In any case, we went to an upscale vegan resto called Fressen, where the food is stellar (and the prices are equally astronomical). I relished my fresh beet, apple and carrot juice; salad of baby greens and balsamic-dijon dressing; and stuffed tofu omelet. But I just couldn’t see myself going there on a regular basis, mostly because (a) it’s right in the heart of the Queen West area of Toronto, just a minim too trendy, too grungy and too crowded for my taste; (b) Queen West is right in the heart of the general downtown in Toronto, a 35-minute drive away at the best of times, but more like an hour-plus when there’s traffic; (c) the prices there are, as I mentioned, bordering on the stratosphere; and (d) if I kept eating brunch there on a regular basis, I’d be denying myself the challenge of re-creating the same brunch at home. Which, because I’m just wacky that way, I endeavored to do the very next weekend.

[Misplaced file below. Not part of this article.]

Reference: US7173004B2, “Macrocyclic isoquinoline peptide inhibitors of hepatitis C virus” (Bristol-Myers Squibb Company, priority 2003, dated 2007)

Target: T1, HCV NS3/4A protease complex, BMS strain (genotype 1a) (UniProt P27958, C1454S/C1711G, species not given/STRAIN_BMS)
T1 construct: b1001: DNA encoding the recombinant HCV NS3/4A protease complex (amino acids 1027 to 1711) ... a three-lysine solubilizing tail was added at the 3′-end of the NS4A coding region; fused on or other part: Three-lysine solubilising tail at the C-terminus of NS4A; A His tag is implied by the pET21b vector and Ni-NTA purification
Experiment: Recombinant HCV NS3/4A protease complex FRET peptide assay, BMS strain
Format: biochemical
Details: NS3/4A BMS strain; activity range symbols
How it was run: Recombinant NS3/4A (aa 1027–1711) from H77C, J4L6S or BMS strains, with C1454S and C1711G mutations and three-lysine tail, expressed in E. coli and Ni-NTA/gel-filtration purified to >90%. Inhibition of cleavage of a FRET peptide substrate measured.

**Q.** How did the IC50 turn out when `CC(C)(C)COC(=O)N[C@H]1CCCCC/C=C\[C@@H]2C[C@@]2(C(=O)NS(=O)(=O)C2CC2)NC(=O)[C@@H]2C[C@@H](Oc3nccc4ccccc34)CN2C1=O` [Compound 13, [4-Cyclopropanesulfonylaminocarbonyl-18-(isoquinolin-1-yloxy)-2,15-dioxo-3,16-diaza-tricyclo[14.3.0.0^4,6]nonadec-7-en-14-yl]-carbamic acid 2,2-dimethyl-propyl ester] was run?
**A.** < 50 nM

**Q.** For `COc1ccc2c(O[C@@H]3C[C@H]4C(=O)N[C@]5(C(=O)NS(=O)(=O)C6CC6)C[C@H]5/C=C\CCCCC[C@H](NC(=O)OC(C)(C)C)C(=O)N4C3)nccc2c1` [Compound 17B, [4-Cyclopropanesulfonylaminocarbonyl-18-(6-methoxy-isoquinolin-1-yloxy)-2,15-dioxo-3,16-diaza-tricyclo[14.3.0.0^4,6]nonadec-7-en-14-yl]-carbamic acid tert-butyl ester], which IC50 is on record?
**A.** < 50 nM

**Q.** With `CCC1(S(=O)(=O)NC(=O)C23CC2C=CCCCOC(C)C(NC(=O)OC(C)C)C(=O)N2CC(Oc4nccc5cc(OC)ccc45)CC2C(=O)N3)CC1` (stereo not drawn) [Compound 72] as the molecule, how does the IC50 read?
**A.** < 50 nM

First, I suppose I should pause here to admit that, for most of my life, I have been severely Ovule-Challenged. Whether soft boiled, sunny-side up, over easy, or any other way, I never did master egg cooking skills. And omelets add yet another layer of difficulty: the perfect (egg) omelet is meant to be uniformly puffy and light, all in one piece, possessing a slightly gooey interior that I’ve always found rather gag-inducing. Even when the HH and I were first together and I attempted omelets on a regular basis, my egg oeuvres (or would that be oeufres?) would invariably crack and split and wilt like leaves on my sorely neglected ficus plant every time I tried to flip them, resulting in breakage and a pan housing three or four large, ragged-edge slabs of egg, sprawled at odd angles. I’d end up stirring the mixture furiously, ultimately transforming it into a semi-scramble and calling it frittata. It wasn’t long before the HH took over omelet duty. He’s never had a problem whipping one up (literally); and, to this day, he cooks an omelet for himself almost every Sunday.